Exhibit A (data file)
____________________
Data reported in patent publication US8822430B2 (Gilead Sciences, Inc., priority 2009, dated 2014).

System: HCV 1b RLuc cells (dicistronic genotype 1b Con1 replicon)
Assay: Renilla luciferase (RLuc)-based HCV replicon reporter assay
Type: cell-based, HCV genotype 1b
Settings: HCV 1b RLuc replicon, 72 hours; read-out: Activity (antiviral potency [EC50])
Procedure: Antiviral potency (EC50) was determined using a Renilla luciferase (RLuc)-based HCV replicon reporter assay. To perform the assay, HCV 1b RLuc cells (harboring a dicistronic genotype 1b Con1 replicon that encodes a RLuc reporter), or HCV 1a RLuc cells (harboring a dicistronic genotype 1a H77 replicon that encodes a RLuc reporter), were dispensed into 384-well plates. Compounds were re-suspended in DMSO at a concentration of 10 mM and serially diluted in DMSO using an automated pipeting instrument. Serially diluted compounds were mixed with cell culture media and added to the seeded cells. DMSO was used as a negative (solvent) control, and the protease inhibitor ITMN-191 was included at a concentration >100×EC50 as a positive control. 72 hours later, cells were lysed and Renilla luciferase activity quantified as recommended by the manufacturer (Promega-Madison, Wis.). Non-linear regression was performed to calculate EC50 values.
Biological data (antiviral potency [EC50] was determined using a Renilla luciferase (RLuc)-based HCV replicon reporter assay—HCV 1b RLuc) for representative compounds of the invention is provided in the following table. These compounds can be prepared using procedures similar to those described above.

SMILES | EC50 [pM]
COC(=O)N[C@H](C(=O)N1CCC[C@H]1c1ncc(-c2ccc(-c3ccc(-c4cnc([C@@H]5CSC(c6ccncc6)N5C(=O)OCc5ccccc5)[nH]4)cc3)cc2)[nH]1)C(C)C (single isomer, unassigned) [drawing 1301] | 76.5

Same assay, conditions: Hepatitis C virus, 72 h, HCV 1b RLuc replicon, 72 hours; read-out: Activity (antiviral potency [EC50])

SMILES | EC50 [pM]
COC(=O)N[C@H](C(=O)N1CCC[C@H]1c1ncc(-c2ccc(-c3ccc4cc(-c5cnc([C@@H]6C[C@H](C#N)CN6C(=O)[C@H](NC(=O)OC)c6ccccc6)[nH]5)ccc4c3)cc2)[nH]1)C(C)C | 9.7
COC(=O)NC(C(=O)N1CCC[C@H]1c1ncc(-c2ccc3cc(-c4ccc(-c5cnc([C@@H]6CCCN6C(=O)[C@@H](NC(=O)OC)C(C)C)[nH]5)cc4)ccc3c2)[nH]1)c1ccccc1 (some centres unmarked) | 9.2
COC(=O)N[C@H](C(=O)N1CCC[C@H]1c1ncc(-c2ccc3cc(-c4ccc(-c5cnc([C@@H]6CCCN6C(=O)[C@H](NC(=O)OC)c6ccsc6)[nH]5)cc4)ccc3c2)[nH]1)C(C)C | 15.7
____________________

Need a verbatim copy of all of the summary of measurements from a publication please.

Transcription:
Data reported in patent publication US8822430B2 (Gilead Sciences, Inc., priority 2009, dated 2014).

System: HCV 1b RLuc cells (dicistronic genotype 1b Con1 replicon)
Assay: Renilla luciferase (RLuc)-based HCV replicon reporter assay
Type: cell-based, HCV genotype 1b
Settings: HCV 1b RLuc replicon, 72 hours; read-out: Activity (antiviral potency [EC50])
Procedure: Antiviral potency (EC50) was determined using a Renilla luciferase (RLuc)-based HCV replicon reporter assay. To perform the assay, HCV 1b RLuc cells (harboring a dicistronic genotype 1b Con1 replicon that encodes a RLuc reporter), or HCV 1a RLuc cells (harboring a dicistronic genotype 1a H77 replicon that encodes a RLuc reporter), were dispensed into 384-well plates. Compounds were re-suspended in DMSO at a concentration of 10 mM and serially diluted in DMSO using an automated pipeting instrument. Serially diluted compounds were mixed with cell culture media and added to the seeded cells. DMSO was used as a negative (solvent) control, and the protease inhibitor ITMN-191 was included at a concentration >100×EC50 as a positive control. 72 hours later, cells were lysed and Renilla luciferase activity quantified as recommended by the manufacturer (Promega-Madison, Wis.). Non-linear regression was performed to calculate EC50 values.
Biological data (antiviral potency [EC50] was determined using a Renilla luciferase (RLuc)-based HCV replicon reporter assay—HCV 1b RLuc) for representative compounds of the invention is provided in the following table. These compounds can be prepared using procedures similar to those described above.

SMILES | EC50 [pM]
COC(=O)N[C@H](C(=O)N1CCC[C@H]1c1ncc(-c2ccc(-c3ccc(-c4cnc([C@@H]5CSC(c6ccncc6)N5C(=O)OCc5ccccc5)[nH]4)cc3)cc2)[nH]1)C(C)C (single isomer, unassigned) [drawing 1301] | 76.5

Same assay, conditions: Hepatitis C virus, 72 h, HCV 1b RLuc replicon, 72 hours; read-out: Activity (antiviral potency [EC50])

SMILES | EC50 [pM]
COC(=O)N[C@H](C(=O)N1CCC[C@H]1c1ncc(-c2ccc(-c3ccc4cc(-c5cnc([C@@H]6C[C@H](C#N)CN6C(=O)[C@H](NC(=O)OC)c6ccccc6)[nH]5)ccc4c3)cc2)[nH]1)C(C)C | 9.7
COC(=O)NC(C(=O)N1CCC[C@H]1c1ncc(-c2ccc3cc(-c4ccc(-c5cnc([C@@H]6CCCN6C(=O)[C@@H](NC(=O)OC)C(C)C)[nH]5)cc4)ccc3c2)[nH]1)c1ccccc1 (some centres unmarked) | 9.2
COC(=O)N[C@H](C(=O)N1CCC[C@H]1c1ncc(-c2ccc3cc(-c4ccc(-c5cnc([C@@H]6CCCN6C(=O)[C@H](NC(=O)OC)c6ccsc6)[nH]5)cc4)ccc3c2)[nH]1)C(C)C | 15.7